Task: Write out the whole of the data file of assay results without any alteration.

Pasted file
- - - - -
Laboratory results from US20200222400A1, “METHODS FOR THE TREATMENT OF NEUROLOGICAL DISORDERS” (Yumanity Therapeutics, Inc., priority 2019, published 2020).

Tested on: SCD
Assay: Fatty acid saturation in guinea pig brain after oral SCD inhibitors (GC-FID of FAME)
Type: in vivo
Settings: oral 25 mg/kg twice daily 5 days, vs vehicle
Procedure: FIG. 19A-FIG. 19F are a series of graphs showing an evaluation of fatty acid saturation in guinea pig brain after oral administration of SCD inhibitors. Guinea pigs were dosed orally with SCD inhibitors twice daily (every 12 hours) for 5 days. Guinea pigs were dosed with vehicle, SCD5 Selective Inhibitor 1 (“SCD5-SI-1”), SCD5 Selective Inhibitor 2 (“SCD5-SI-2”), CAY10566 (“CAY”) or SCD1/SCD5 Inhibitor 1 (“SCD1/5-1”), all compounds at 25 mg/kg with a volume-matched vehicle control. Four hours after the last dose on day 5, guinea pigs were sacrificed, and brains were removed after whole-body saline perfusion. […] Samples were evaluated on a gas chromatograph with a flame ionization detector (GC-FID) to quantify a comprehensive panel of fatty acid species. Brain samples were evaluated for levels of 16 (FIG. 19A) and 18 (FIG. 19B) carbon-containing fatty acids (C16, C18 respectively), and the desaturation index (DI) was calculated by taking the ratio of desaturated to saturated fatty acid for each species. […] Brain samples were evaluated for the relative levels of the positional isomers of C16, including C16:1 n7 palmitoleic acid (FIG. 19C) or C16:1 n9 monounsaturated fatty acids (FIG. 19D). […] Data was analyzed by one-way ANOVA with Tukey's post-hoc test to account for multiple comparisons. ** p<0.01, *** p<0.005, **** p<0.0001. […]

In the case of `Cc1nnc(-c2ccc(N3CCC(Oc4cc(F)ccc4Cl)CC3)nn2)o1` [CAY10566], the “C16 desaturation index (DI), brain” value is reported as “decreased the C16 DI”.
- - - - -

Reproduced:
Laboratory results from US20200222400A1, “METHODS FOR THE TREATMENT OF NEUROLOGICAL DISORDERS” (Yumanity Therapeutics, Inc., priority 2019, published 2020).

Tested on: SCD
Assay: Fatty acid saturation in guinea pig brain after oral SCD inhibitors (GC-FID of FAME)
Type: in vivo
Settings: oral 25 mg/kg twice daily 5 days, vs vehicle
Procedure: FIG. 19A-FIG. 19F are a series of graphs showing an evaluation of fatty acid saturation in guinea pig brain after oral administration of SCD inhibitors. Guinea pigs were dosed orally with SCD inhibitors twice daily (every 12 hours) for 5 days. Guinea pigs were dosed with vehicle, SCD5 Selective Inhibitor 1 (“SCD5-SI-1”), SCD5 Selective Inhibitor 2 (“SCD5-SI-2”), CAY10566 (“CAY”) or SCD1/SCD5 Inhibitor 1 (“SCD1/5-1”), all compounds at 25 mg/kg with a volume-matched vehicle control. Four hours after the last dose on day 5, guinea pigs were sacrificed, and brains were removed after whole-body saline perfusion. […] Samples were evaluated on a gas chromatograph with a flame ionization detector (GC-FID) to quantify a comprehensive panel of fatty acid species. Brain samples were evaluated for levels of 16 (FIG. 19A) and 18 (FIG. 19B) carbon-containing fatty acids (C16, C18 respectively), and the desaturation index (DI) was calculated by taking the ratio of desaturated to saturated fatty acid for each species. […] Brain samples were evaluated for the relative levels of the positional isomers of C16, including C16:1 n7 palmitoleic acid (FIG. 19C) or C16:1 n9 monounsaturated fatty acids (FIG. 19D). […] Data was analyzed by one-way ANOVA with Tukey's post-hoc test to account for multiple comparisons. ** p<0.01, *** p<0.005, **** p<0.0001. […]

In the case of `Cc1nnc(-c2ccc(N3CCC(Oc4cc(F)ccc4Cl)CC3)nn2)o1` [CAY10566], the “C16 desaturation index (DI), brain” value is reported as “decreased the C16 DI”.